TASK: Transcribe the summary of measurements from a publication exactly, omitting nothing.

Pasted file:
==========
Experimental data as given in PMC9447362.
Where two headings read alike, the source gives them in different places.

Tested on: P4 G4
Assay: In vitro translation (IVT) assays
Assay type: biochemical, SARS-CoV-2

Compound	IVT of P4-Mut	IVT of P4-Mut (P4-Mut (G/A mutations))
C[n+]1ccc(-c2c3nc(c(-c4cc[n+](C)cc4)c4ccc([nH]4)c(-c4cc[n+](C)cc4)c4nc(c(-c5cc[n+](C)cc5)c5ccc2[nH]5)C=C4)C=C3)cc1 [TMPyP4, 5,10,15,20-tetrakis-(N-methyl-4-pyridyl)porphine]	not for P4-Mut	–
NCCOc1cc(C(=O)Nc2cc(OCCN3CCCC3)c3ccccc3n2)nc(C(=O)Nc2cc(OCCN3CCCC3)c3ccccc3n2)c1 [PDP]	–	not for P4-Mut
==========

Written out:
Experimental data as given in PMC9447362.
Where two headings read alike, the source gives them in different places.

Tested on: P4 G4
Assay: In vitro translation (IVT) assays
Assay type: biochemical, SARS-CoV-2

Compound	IVT of P4-Mut	IVT of P4-Mut (P4-Mut (G/A mutations))
C[n+]1ccc(-c2c3nc(c(-c4cc[n+](C)cc4)c4ccc([nH]4)c(-c4cc[n+](C)cc4)c4nc(c(-c5cc[n+](C)cc5)c5ccc2[nH]5)C=C4)C=C3)cc1 [TMPyP4, 5,10,15,20-tetrakis-(N-methyl-4-pyridyl)porphine]	not for P4-Mut	–
NCCOc1cc(C(=O)Nc2cc(OCCN3CCCC3)c3ccccc3n2)nc(C(=O)Nc2cc(OCCN3CCCC3)c3ccccc3n2)c1 [PDP]	–	not for P4-Mut